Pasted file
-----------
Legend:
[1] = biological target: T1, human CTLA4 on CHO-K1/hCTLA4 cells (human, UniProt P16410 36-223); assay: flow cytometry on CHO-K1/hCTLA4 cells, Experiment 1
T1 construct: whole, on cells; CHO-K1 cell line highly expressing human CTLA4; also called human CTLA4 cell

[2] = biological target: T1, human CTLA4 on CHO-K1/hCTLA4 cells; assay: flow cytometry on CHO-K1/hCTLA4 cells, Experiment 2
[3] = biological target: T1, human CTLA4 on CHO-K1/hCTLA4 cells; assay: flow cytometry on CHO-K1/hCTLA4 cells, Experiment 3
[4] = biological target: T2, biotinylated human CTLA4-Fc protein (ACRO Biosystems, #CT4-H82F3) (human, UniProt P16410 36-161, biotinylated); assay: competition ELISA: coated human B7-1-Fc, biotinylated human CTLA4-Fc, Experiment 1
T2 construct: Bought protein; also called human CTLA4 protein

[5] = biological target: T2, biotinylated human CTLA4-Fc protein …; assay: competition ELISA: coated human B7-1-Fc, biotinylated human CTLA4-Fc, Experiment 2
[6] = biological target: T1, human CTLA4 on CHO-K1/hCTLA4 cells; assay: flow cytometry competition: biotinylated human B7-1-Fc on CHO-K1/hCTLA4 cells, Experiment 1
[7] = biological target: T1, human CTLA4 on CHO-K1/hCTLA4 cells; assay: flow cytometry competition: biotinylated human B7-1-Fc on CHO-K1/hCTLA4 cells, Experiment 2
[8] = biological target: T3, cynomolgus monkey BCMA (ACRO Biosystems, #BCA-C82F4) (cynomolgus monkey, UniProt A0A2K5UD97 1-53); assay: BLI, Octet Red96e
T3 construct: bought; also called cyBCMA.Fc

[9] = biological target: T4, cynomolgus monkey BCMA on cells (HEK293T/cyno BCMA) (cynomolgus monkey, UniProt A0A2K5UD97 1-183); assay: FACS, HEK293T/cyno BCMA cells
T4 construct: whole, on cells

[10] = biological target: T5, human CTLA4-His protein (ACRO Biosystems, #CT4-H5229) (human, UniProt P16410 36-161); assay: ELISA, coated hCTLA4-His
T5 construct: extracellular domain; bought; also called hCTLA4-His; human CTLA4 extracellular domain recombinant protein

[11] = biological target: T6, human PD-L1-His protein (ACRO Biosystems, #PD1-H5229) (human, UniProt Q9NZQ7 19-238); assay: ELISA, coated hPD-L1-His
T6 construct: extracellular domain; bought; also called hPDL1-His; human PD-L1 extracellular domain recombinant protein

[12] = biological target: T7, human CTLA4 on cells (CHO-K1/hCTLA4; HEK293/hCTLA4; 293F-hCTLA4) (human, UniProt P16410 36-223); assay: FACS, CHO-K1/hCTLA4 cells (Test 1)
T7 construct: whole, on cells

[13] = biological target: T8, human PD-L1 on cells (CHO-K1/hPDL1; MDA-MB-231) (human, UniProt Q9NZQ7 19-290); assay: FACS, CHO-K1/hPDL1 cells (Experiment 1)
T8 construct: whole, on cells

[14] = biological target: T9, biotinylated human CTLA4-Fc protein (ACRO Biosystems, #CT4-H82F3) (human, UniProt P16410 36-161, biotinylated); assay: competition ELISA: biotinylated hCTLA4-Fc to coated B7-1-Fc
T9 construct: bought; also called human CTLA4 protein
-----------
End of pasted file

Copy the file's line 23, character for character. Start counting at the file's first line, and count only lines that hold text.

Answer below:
[14] = biological target: T9, biotinylated human CTLA4-Fc protein (ACRO Biosystems, #CT4-H82F3) (human, UniProt P16410 36-161, biotinylated); assay: competition ELISA: biotinylated hCTLA4-Fc to coated B7-1-Fc